Officers also said marijuana was being smoked in the vestibule.

Harteau said she would do what she could to allow free speech, but that will have limits.

"If things escalate, then our response has to escalate," Harteau said.

Police had offered protesters the use of a large parking lot across the street from the precinct instead of camping out next to the front door.

Minneapolis Mayor Betsy Hodges said that she appreciates people's patience in the situation because the investigation into the shooting "is going to take a while."


"I completely support people's right to assembly ... to protest peacefully," the mayor said.

Just before the early Sunday shooting, police were called to the North Minneapolis neighborhood when ambulance personnel reported a disturbance as they treated a patient.

Some witnesses to the shooting said Clark was handcuffed and said the incident appeared like an execution.

While state and federal investigators look into the handcuff question, police say he was not cuffed. Police union officials, in fact, claim Clark was trying to take one of the officers' guns.

State officials Wednesday identified officers involved in the shooting as Mark Ringgenberg, 30, and Dustin Schwarze, 28. Each has worked 13 months for Minneapolis and has been a police officer seven years.

Both were placed on routine paid administrative leave after the shooting.

The Hennepin County Medical Examiner’s Office reported Clark died of a single gunshot wound to the head.

Officials did not indicate which officer fired his gun.


Schwarz was an officer in Minneapolis suburbs of Richfield and Brooklyn Park before taking the Minneapolis job. Ringgenberg worked for Maple Grove and San Diego, Calif., police departments.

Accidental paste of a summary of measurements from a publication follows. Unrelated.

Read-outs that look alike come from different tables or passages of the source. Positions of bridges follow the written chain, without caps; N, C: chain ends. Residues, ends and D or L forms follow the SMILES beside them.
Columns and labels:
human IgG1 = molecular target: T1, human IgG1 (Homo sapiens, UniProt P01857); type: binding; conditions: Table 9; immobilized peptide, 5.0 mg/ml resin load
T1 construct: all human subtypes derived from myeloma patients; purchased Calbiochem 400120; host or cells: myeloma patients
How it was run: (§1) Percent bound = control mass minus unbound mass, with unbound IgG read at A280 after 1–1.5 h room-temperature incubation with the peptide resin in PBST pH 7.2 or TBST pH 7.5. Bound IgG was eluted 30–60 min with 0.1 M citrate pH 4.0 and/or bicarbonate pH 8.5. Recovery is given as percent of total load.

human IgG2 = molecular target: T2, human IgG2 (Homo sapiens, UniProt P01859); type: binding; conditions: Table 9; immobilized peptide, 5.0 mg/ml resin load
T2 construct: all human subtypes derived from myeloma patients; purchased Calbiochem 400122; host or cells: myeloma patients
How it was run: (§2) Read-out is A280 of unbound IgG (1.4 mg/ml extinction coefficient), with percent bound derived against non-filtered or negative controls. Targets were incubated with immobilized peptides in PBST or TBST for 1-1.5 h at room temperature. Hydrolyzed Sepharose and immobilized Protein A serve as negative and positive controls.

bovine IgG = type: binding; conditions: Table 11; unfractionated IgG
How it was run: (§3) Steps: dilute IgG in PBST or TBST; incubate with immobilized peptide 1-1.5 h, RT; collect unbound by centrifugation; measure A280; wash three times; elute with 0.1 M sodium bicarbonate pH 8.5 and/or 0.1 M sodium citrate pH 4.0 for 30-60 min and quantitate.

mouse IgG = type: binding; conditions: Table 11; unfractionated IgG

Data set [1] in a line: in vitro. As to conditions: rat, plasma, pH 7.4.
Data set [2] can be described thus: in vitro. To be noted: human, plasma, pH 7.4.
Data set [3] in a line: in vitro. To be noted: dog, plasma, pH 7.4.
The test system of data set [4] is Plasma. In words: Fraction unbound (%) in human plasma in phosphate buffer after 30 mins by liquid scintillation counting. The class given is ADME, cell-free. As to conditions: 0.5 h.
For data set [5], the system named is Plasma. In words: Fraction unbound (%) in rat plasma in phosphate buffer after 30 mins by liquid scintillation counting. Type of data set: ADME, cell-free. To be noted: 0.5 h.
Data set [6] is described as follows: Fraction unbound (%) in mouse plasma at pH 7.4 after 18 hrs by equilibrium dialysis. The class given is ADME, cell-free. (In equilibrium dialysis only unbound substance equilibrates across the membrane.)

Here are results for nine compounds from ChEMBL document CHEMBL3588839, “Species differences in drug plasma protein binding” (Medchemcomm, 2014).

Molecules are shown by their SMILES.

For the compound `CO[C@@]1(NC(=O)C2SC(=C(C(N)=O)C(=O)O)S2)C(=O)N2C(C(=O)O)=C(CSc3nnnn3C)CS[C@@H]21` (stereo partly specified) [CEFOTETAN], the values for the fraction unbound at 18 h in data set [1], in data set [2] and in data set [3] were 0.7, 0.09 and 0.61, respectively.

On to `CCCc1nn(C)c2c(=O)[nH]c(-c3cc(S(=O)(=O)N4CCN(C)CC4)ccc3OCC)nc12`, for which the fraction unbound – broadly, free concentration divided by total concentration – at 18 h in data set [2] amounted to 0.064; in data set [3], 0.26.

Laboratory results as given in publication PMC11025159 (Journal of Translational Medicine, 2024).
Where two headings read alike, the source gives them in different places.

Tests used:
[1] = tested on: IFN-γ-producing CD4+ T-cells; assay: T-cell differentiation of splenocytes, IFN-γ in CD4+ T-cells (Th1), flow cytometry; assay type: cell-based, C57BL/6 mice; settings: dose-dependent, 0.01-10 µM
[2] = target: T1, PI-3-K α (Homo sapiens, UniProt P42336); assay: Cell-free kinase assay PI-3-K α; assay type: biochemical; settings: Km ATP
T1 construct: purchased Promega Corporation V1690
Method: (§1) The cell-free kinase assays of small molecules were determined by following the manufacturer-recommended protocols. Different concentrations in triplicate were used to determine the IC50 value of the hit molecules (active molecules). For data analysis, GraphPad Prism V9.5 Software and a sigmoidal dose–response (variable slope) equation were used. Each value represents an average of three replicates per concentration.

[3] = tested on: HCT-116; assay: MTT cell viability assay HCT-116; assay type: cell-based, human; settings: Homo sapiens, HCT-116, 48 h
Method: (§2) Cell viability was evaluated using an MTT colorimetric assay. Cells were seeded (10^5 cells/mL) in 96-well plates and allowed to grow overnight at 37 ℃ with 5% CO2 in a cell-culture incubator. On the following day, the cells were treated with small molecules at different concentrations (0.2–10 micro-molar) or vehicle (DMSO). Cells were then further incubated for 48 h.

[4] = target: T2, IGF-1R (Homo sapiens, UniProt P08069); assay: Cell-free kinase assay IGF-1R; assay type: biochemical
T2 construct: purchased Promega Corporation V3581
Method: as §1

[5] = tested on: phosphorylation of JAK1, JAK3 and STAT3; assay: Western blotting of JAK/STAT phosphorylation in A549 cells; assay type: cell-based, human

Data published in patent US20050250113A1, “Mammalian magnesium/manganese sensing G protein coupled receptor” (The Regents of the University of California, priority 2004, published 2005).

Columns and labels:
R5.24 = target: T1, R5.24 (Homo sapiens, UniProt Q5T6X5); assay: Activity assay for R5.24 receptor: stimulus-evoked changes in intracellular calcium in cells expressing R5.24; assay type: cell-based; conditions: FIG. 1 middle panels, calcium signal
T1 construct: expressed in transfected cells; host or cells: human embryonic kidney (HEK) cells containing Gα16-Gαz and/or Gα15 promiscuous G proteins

Minneapolis officials did not immediately release information about whether either officer had been disciplined, but police union head Lt. Bob Kroll told reporters that they have "no discipline on their records."

Superintendent Drew Evans of the Minnesota Bureau of Criminal Apprehension said videos of the shooting do not show the entire incident and will not be released. North Minneapolis activists say they will continue their 4th Precinct campout until the public can view the videos, which come from a variety of sources.

Hours before Wednesday's precinct tension, Clark's sister said her brother was a peaceful man and should not have been shot.

"He did not deserve to be shot down like an animal," Javille Burns told reporters.

However, she said, she is not angry with police officers and will pray for them.

"Love conquers all," she said.

At the same news conference, Lena Gardner, a Black Lives Matter organizer, said activists will continue to speak out.


"We want them to stop killing us," Gardner said.

The BCA says its investigation could take up to four months. Hodges and Gov. Mark Dayton requested a federal civil rights investigation, too, which is beginning.

The deaths of unarmed black people at the hands of police over the past several years have fueled protests nationwide and rekindled a national civil rights movement. The best-known of the shootings came in Ferguson, Mo.